Contact Us For Help

Browse by states:

Alcohol Rehab Programs and Centers in Connecticut

In Connecticut, cocaine is commonly abused. Alongside cocaine, heroin is the biggest drug threat in Connecticut, . Heroin abuse continues to be widespread in Connecticut, , affecting suburban and urban areas. In Connecticut, , heroin demand is high and can be accessed easily. Heroin's popularity is partially because of the rising availability of low cost, high purity heroin, which can be effectively snorted or smoked instead of injected. On the street, heroin is sold in small glassine bags with some form of marking or brand name stated on the package.

Most of the Connecticut's commercial grade marijuana comes from Mexico or southwestern America. MDMA (ecstasy) is commonly available and abused in Connecticut, ; it is a popular drug choice among college age individuals. Current investigations show that the diversion of Vicodin and oxycodone products (OxyContin) remains an issue in Connecticut, .

Per 2004-2005 statistics from the National Survey on Drug Use and Health (NSDUH), 262,000 Connecticut, citizens ages 12 or older admitted to prior month use of an illegal drug. More 2004-2005 NSDUH results reflect that 98,000 Connecticut, citizens reported illegal drug abuse or dependence within the prior year. A 2005 survey reflects that 40 percent of Connecticut, high school students reported using marijuana at least once; half of Connecticut, high school seniors reported lifetime marijuana use. Per 2004-2005 NSDUH data, 34,000 Connecticut, 12-17 year olds stated prior month use of an illegal drug. As of October 31, 2006, in Connecticut, , there were 9,703 full-time law enforcement employees; specifically, 7,875 officers and 1,828 civilians.

Connecticut, is located near New York City, and is also a key transit and destination drug area. In 2006, the DEA and state and local authorities reported 3 meth lab incidents in Connecticut, . Further, as part of the DEA's Domestic Cannabis Eradication/Suppression Program, there were 1,543 cultivated marijuana plants that were seized and eradicated. In Connecticut, , there were 4 drug courts that had been operating for more at least two years as of April 16, 2007. At that time, there were no more drug courts in existence or being implemented in Connecticut, .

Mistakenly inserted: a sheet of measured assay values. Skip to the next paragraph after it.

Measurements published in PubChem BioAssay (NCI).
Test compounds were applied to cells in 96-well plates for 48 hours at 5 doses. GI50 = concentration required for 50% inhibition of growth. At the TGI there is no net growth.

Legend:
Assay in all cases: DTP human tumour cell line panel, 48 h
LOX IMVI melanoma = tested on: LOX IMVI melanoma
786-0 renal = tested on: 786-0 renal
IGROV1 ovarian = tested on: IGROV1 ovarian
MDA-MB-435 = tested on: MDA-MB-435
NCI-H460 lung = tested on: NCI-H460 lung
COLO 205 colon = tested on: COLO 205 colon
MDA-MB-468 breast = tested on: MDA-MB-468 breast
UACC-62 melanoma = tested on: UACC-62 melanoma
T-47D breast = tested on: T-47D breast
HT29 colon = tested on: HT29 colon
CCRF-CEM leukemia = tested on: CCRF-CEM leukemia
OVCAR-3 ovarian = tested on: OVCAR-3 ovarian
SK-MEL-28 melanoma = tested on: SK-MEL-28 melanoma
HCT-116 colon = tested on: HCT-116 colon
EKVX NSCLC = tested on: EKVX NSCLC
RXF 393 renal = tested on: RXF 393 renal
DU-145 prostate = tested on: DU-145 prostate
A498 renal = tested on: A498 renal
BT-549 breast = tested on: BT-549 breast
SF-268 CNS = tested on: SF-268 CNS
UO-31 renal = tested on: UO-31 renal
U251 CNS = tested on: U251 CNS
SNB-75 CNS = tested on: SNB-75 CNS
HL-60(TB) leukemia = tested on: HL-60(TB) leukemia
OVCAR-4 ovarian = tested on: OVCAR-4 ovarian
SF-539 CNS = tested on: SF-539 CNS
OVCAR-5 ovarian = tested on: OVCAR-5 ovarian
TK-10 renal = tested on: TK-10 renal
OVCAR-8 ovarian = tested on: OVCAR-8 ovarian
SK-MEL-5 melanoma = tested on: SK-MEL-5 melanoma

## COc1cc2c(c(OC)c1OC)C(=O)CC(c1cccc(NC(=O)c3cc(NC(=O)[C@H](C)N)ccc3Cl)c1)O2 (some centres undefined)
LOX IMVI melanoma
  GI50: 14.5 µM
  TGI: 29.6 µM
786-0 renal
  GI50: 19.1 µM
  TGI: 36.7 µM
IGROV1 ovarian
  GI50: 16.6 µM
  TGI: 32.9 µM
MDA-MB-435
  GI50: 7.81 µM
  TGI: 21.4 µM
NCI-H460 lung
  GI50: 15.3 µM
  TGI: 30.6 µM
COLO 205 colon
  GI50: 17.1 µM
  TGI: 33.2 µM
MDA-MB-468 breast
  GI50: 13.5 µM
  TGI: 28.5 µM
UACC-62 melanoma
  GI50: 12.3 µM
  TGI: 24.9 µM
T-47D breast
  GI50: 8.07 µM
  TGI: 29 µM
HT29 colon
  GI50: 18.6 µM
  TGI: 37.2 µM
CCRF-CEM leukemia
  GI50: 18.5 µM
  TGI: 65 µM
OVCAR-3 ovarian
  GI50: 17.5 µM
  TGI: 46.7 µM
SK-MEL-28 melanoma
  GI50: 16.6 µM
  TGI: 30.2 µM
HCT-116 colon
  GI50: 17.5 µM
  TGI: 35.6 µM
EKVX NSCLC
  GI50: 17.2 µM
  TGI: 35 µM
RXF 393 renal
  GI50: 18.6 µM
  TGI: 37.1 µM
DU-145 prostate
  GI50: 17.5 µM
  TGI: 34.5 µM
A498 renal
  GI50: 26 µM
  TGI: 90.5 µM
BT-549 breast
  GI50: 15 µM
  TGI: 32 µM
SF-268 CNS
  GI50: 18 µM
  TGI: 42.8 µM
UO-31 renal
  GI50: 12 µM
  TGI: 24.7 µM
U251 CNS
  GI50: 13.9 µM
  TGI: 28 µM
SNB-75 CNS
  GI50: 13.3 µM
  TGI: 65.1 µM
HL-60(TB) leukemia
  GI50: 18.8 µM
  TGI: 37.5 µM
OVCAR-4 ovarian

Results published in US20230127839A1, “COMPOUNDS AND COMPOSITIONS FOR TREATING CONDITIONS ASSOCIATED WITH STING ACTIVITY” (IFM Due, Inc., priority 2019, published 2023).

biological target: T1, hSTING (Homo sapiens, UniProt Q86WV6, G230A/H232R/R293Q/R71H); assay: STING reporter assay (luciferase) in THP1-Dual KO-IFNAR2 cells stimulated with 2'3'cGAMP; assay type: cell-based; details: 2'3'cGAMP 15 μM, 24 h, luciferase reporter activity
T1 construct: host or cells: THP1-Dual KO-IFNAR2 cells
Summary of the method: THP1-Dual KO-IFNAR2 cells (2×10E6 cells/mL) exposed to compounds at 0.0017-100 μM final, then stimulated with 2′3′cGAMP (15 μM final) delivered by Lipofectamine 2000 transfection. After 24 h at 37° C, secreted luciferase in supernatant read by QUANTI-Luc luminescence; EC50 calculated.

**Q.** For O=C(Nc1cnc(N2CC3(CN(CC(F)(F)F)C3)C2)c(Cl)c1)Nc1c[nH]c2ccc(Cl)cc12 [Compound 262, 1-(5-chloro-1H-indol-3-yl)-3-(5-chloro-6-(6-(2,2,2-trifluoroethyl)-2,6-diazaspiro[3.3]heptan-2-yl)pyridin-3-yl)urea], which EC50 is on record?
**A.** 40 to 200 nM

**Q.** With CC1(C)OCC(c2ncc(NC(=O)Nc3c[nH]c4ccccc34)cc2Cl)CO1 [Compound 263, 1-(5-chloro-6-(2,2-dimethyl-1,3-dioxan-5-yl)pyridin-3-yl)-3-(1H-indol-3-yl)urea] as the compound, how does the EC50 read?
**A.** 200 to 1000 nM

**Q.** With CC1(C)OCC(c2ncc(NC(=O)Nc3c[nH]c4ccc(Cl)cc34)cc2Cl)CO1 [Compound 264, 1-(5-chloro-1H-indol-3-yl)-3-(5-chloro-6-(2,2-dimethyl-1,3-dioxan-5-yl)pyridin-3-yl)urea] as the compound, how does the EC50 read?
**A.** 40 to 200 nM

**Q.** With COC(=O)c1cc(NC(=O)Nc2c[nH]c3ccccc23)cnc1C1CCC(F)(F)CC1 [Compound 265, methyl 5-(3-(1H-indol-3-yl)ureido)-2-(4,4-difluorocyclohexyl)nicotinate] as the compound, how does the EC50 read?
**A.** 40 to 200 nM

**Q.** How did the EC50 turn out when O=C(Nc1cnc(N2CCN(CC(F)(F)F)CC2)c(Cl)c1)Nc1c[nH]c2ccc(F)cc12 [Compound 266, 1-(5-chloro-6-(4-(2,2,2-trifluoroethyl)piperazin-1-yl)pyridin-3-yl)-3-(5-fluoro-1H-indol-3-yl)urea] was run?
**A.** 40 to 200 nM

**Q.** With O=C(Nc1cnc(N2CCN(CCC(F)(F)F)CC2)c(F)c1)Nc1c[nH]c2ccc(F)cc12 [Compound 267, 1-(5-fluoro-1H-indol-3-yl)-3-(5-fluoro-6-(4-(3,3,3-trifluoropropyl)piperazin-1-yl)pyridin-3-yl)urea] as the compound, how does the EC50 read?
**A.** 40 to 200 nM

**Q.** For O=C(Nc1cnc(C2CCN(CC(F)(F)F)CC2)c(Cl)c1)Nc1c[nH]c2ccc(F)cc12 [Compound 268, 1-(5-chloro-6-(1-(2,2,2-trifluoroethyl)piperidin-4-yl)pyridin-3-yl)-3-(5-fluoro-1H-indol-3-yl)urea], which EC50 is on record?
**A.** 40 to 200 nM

In 2006, 51.1 percent of California defendants who were Federally-sentenced had committed a drug offense; 54 percent of these cases involved crack cocaine. On January 1, 2008, there were 19,438 incarcerated individuals in Connecticut, . Almost 1,800 of the inmates committed a violation, which involved selling a hallucinogenic or narcotic substance.

On January 1, 2008, the amount of Connecticut, offenders being supervised in the community was 3,938. The Department of Corrections' Objective Classification System states that more than 88 percent of the inmates coming into the system have a history of substance abuse; this indicates a great need for some kind of substance abuse treatment. The El Paso Intelligence Center states that there were no injured or affected children relating to meth labs in Connecticut, during 2007. In 2006, there were 46,491 treatment admissions for drug or alcohol in ConnConnecticut, ecticut. Those needing drug treatment are urged to treatment at one of these facilities.

Recent Articles
Alcohol abuse and alcohol dependence not only affect adults in a negative manner, but also have an adverse effect on a substantial amount of adolescents and young adults between 12 and 20 years old. Although drinking under the age of 21 is illegal, teens still find ways of obtaining alcohol. Many be Most boys who experiment with alcohol tend to do so at around age 11 while girls try alcohol at around age 13. Statistics show that by the time most boys reach age 14, 41 percent of them have had least one drink. The average age for Americans to start drinking frequently is 15.9 years old. Teenagers who start drinking before age 15 are five times more likely to be alcohol dependent than those who start drinking at age 21. Moreover, more than 3 million teenagers are die-hard alcoholics, and many millions more have a severe drinking issue that they are incapable of handling on their own Yearly, more than 5,000 deaths of people below 21 years old are connected to underage drinking. The 3 main reasons of death for 15 to 24 year-olds are car crashes, homicides and suicides—alcohol is always the main factor in all three incidents. Binge drinking, often starts at around age 13 then in
Alcohol abuse and alcohol dependence not only affect adults in a negative manner, but also have an adverse effect on a substantial amount of adolescents and young adults between 12 and 20 years old. Although drinking under the age of 21 is illegal, teens still find ways of obtaining alcohol. Many be Most boys who experiment with alcohol tend to do so at around age 11 while girls try alcohol at around age 13. Statistics show that by the time most boys reach age 14, 41 percent of them have had least one drink. The average age for Americans to start drinking frequently is 15.9 years old. Teenagers who start drinking before age 15 are five times more likely to be alcohol dependent than those who start drinking at age 21. Moreover, more than 3 million teenagers are die-hard alcoholics, and many millions more have a severe drinking issue that they are incapable of handling on their own Yearly, more than 5,000 deaths of people below 21 years old are connected to underage drinking. The 3 main reasons of death for 15 to 24 year-olds are car crashes, homicides and suicides—alcohol is always the main factor in all three incidents. Binge drinking, often starts at around age 13 then in